Introduction to Strength Training

Why do we do those same movements week in and week out? I thought CrossFit was constantly varied. And what's with the 3 sets of 5 reps. Why does the programming read: add weight from last week?  I can't remember what I did last week.

It is called strength training and EVERYBODY can benefit from being stronger. It will help you lift heavier weights during your metcon or make the weight you are using feel lighter, thus enabling you to move at higher intensities and do more work! As Mark Rippetoe so eloquently puts it: "Strong people are harder to kill than weak people and more useful in general." Not only does it improve your work capacity, it also improves (to name a few):

  • Improves bone density
  • Promotes fat-loss - as you gain muscle, your body begins to burn calories more efficiently.
  • Increases strength of muscle, connective tissue and tendons - protects your joints.
  • Improves quality of life, particularly for the sedentary

The linear progression, or adding weight every week, is a great way to improve strength. The loaded barbell (resistance) introduces a stress on the body. Subsequently, the body will recover from the stress by returning to its press-stress condition, plus a little more. If you stick with it regularly, your body will adapt to the increasing stress and get stronger. This isn't the only method, but it is easy to understand. Week 1: Establish a baseline: Warm up to a heavy set of 5 you can maintain for 3 sets with good form. Week 2: Add weight from last week... For this reason, it is important you remember your previous weight so you can progress. Write it down! This process can continue for some time before a plateau occurs.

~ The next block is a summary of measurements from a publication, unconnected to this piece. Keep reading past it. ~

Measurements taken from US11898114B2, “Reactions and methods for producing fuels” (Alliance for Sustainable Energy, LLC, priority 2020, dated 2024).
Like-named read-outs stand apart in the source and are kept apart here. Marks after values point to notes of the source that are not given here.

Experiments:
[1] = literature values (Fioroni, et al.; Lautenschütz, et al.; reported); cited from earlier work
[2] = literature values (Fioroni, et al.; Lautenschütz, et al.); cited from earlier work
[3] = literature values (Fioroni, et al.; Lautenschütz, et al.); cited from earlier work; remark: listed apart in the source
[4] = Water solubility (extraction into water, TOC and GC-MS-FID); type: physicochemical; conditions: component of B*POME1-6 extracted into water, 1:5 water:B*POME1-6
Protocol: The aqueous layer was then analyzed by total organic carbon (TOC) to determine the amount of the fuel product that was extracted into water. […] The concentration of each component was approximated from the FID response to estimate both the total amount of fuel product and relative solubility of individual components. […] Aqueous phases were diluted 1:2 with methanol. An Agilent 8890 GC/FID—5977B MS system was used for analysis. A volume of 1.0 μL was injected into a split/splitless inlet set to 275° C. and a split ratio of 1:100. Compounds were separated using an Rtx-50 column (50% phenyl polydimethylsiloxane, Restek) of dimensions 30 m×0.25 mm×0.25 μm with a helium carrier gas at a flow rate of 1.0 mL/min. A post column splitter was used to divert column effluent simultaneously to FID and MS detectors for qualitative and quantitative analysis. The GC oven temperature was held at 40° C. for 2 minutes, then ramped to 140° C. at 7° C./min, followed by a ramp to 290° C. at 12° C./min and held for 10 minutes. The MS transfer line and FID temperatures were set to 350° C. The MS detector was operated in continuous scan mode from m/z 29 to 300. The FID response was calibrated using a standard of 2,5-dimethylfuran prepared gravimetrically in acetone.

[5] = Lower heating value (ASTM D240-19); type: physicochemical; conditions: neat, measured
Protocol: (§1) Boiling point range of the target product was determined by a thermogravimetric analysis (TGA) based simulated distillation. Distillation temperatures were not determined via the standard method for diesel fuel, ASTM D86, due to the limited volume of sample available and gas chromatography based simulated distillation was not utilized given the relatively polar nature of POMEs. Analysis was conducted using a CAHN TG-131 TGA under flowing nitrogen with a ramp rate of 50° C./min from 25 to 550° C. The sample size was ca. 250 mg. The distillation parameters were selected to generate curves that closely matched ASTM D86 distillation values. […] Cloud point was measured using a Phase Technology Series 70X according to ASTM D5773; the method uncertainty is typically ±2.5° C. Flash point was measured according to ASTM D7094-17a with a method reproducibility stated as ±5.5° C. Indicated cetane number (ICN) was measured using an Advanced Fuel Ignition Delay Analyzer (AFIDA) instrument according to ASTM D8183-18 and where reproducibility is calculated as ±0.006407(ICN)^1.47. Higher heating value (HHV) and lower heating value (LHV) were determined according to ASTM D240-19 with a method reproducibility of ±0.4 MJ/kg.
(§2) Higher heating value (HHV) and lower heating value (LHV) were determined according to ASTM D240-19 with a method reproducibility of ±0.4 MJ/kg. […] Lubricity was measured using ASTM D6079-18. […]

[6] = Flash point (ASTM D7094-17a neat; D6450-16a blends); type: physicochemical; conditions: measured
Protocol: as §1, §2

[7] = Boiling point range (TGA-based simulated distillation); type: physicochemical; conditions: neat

3 sets of 5 reps at the same weight ("across") is considered an optimum combination for volume and intensity, while still allowing the muscles to fire in a coordinated manner. 5 reps allows enough weight to be used that force production must increase, but are not so heavy that the cardiovascular component is completely absent from the exercise. Sets of five may be the most useful rep range you will use during your training.1

To understand if you are doing it right, the 4th and 5th rep of each set might feel a little sticky, but you should rest enough to be able to complete all 3 sets. Don't be in a hurry to find a weight where you will get stuck - that is, you can only get 3-4 reps in set 2 and 3. It is better to start with perfect form and add weight in smaller increments each week than it is to start at a weight that doesn't allow you to progress. If you get stuck or don't understand what "heavy" means, ask your coach!

Dan Benson

1. Practical Programming for Strength Training, 3rd Edition. 2013